Stakeholders in the animal feed industry are optimistic that the government will lift the ban on the importation of genetically modified (GM) yellow maize.
The maize is used in the manufacture of animal feeds.
The Association of Kenya Feed Manufacturers (Akefema) has called for swift government intervention that will boost feed production and save livestock from starvation.
Gakuo Mwangi, the Akefema Mt Kenya regional chair said the animal feed industry has intensified competition for white maize with humans.
“Our harvesting cycles mean that we have a lot of maize towards the end of the year but every January to April, we are importing most of the maize we use,” Dr Gakuo said during a workshop on agricultural biotechnology last Thursday in Thika.
“Prices soar, benefiting farmers from neighbouring countries.”
Kenya produces about 40 million tonnes of maize annually. Consumption is also close to the same figure.
A ban on the importation of GM yellow maize, which Akefema says is cheap and readily available, has hit the industry hard and meant that both humans and animals depend on the available white grain.
Blot on success
In June 2022, the government allowed 26 companies to import yellow maize that was not genetically modified. This also proved difficult to find in the market.
Richard Oduor, a professor of molecular and cell biology currently serving at Kenyatta University as director for research support and dissemination, said Kenya’s indecision on GMOs was a blot on its agricultural and socio-economic success.
“We did very well to allow Bt cotton (GM) to go through processes of research, confined field trial and now open cultivation. It is good the government is now listening because that was a result of negotiations between scientists and stakeholders,” he said.
“Some of the ingredients required to develop animal feeds are 90 per cent to 100 per cent genetically modified. It is important for the government to appreciate that we need agricultural biotechnology for many other things. It is the next frontier.”
Prof Oduor faulted the government’s tough stance on the importation and use of GM products.
“The government is funding genetic modification and we have money running to labs for developing products. My question is: Why do you support research if you do not believe in the outcome?”
But he is optimistic President William Ruto will heed the call to lift the ban, saying the president is a scientist who had “pronounced himself very positively to this technology” and on that the ban would be lifted a few years ago.
Roy Mugiira, the National Biosafety Authority (NBA) chief executive also believes the new government, with its manifesto on supporting production by reducing costs and providing raw materials, will find it favourable to lift the ban on the importation of GM products.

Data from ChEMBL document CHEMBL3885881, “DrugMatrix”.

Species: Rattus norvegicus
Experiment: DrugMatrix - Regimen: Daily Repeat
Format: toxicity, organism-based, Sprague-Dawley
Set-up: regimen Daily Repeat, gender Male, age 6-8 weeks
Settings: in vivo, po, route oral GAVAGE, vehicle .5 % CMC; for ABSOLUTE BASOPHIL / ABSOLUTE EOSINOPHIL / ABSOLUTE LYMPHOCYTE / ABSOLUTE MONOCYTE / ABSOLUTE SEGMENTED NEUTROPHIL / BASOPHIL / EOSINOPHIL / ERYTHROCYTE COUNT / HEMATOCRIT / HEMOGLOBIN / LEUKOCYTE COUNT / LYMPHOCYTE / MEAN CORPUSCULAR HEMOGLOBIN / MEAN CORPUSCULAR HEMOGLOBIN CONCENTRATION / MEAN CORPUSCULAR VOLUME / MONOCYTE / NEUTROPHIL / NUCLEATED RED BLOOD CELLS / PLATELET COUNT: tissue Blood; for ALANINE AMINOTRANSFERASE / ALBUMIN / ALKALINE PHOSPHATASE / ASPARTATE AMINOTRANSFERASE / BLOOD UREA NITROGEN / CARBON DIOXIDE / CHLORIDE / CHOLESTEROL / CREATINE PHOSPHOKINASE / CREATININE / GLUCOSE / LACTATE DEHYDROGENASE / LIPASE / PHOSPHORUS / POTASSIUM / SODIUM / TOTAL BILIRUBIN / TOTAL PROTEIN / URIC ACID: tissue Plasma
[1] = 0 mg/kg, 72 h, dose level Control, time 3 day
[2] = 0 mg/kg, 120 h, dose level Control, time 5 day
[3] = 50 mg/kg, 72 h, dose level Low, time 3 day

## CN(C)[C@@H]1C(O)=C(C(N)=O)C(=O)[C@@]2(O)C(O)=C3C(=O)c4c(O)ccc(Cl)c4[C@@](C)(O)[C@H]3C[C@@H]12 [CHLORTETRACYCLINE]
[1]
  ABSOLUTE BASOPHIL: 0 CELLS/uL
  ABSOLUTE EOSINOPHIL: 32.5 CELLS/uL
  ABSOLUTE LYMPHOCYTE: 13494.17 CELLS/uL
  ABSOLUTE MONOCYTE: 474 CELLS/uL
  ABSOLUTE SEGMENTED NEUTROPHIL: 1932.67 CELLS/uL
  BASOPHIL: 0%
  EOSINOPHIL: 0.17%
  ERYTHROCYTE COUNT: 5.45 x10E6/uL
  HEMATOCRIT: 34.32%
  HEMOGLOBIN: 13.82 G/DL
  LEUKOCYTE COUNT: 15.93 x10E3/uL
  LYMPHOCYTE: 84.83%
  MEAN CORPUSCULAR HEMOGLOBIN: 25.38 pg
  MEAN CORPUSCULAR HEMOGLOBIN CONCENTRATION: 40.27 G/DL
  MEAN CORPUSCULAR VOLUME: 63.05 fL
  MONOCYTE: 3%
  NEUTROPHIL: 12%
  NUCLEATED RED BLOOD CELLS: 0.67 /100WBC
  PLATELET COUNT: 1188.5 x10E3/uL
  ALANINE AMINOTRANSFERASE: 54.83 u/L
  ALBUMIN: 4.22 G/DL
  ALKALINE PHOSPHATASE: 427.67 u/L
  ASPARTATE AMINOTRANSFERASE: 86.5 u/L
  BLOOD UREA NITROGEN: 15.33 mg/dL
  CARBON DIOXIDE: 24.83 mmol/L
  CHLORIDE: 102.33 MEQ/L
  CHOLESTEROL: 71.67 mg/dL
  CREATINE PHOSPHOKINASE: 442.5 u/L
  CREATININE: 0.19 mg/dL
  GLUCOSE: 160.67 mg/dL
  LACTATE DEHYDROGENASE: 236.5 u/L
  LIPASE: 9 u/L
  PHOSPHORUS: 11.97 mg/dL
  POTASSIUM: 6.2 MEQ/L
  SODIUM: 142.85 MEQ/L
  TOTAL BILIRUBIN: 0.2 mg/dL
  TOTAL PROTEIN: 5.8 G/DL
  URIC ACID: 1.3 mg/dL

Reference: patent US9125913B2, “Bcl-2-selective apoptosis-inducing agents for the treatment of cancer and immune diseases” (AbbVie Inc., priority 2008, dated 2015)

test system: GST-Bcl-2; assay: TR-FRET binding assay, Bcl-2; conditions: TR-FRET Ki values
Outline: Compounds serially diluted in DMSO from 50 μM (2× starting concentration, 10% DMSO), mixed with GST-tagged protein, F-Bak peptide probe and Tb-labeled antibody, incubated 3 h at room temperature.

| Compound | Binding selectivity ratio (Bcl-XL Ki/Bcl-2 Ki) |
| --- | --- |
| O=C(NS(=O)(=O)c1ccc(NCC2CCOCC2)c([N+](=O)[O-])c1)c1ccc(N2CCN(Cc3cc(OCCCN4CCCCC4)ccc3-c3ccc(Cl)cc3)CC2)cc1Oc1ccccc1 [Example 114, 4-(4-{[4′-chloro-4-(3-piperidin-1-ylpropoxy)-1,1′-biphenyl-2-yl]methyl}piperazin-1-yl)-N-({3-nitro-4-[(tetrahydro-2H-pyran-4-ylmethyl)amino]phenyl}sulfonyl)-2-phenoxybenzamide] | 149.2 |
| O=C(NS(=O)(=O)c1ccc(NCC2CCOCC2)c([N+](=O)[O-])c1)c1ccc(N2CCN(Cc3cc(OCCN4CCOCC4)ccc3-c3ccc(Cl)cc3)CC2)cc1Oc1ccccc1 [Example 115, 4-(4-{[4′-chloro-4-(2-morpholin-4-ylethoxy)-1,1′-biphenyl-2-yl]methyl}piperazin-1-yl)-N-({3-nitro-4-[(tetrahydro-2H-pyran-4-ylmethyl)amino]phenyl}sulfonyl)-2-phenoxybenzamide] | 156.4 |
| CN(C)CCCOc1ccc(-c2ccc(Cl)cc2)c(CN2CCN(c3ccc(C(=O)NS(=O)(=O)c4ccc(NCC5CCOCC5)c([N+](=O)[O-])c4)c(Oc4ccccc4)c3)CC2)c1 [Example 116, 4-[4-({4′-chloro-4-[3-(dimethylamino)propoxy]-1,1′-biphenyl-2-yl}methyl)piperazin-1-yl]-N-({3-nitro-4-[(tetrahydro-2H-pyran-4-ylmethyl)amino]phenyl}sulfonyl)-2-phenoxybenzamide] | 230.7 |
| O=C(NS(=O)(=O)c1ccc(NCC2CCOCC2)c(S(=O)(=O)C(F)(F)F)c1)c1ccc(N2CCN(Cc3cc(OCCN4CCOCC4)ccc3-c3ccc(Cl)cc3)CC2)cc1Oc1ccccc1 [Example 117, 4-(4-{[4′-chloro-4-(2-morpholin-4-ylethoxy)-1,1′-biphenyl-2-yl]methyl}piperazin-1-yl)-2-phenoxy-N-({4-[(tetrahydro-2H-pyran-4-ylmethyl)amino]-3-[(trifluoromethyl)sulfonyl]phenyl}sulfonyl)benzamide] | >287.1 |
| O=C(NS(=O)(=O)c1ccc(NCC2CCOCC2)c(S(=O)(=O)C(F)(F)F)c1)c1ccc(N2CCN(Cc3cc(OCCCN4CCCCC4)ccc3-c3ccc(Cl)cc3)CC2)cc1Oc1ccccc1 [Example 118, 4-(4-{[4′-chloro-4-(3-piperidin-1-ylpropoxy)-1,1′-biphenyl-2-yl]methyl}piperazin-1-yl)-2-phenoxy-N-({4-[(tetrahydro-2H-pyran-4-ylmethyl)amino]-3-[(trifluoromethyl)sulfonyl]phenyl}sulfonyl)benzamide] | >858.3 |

“When we do not allow these products in, neighbouring countries that allow the importation of Distillers Dried Grains with Solubles (DDGS) and GM products produce cheaply. Our farmers are pushed out of the market by the influx of cheap products,” he said.
An industrial visit to Kiambu County Poultry Farmers’ Cooperative showed the level of damage the drought and lack of cheap raw materials for feed manufacturing, has had on production.
The cooperative, which started with 700 members and now has 300, is producing at reduced capacity.
The cooperative, which came together with an aim of forming a whole value chain including starting a slaughterhouse, says it has not received enough government support.
It operates on leased land despite constant requests to be given access to idle public land, the directors say.
The organisation was started in 2018 and sells 27 tonnes of feed a day. It has three mixers, each of which can produce ten tonnes daily.
The farmers want county governments to collaborate and have programmes where they can exchange resources to ease trade.
“It is becoming increasingly difficult for farmers to continue rearing livestock and poultry,” said Ann Ngugi, the Kiambu Poultry Association chair.
“They fail to break even and leave the business. This hurts the entire supply chain. The feed manufacturers are also affected as buyers’ numbers decline. We could even be forced to close down.”
Dr Mwangi warned that Kenya’s reliance on regional countries for its feeds could end up hurting it once such countries’ markets grow to exhaust surpluses.
“Protein component of food formulation should be at the fore of feed production. Tanzania and Uganda produce sunflower, soya and cotton. Farmers in Tanzania are harvesting both maize and sunflower, where the seed cake is used for animal feeds,” he said.
“We keep on importing such from them but soon, they will not manage to sell to us, they will use it all.”
Tanzania recently froze the issuance of new maize export permits to Kenyan traders.